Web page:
Our recent book, California Design 1910, accompanied an exhibition organized in 1974 to document California's creative expressions during the Arts & Crafts period. Eudorah M. Moore, Director of Design at the Pasadena Art Museum, conceived the project and invited me to co-direct the effort with her. Robert W. Winter, cultural historian, professor, and champion of all things bungaloid, encouraged and assisted us, and contributed an essay for the book. The events sparked renewed interest in Pasadena's bungalow heritage.
Elkins was familiar with California Design 1910 and asked me to work with him on his next project, restoration of the 1910 Mead House by Louis B. Easton. He bought the house to restore and resell, financing and managing the restoration himself. I was hired as a historical and architectural consultant. When the project was complete it was celebrated in the press and hundreds attended an open house. The house sold quickly. Elkin's team had refined its skills and worked well together. We were all eager for our next assignment.
The move to a new site
After two successful restoration projects, Elkins felt confident he could handle the Parsons House. The vacant corner lot he bought was high in the foothills, at E. Altadena Drive and Porter Avenue, and had a stunning view northeast to the San Gabriel Mountain. We intended the house appear as similar as possible to its original setting, but the Pasadena site was flat and this one dropped six feet over the length of the building. It required extensive grading to reduce the slope. We built a new boulder-faced retaining wall at the lower end of the lot, and backfilled behind it.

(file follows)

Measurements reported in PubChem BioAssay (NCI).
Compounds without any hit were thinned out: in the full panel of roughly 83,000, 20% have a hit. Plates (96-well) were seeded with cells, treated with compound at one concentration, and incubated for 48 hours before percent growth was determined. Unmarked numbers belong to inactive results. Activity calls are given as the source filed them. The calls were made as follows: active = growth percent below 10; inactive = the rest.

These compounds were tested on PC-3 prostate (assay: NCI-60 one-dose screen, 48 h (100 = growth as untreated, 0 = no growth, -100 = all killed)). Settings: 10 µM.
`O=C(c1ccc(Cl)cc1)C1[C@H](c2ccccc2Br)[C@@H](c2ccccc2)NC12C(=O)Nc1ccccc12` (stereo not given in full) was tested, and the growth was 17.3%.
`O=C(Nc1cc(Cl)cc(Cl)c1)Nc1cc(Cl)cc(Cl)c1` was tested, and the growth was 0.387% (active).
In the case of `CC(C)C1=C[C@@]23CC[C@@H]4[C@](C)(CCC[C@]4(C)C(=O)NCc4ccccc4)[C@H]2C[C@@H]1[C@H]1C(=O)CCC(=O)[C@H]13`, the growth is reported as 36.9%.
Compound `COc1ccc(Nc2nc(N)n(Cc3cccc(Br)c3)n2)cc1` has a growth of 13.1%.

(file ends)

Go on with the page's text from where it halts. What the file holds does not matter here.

Instead of placing the house parallel with the lot lines, we turned it to face the corner. This opened up views of the mountains from the interior, but more important, allowed the building footprint to avoid a flood control easement that cut across the lot. The easement is why the lot had never been developed. A buried concrete flood control channel lay beneath.
To obtain a building permit for the relocation land use authorities required us to include two covered parking spaces. I designed a detached garage to match the house and placed it at the upper street to minimize its impact on the house.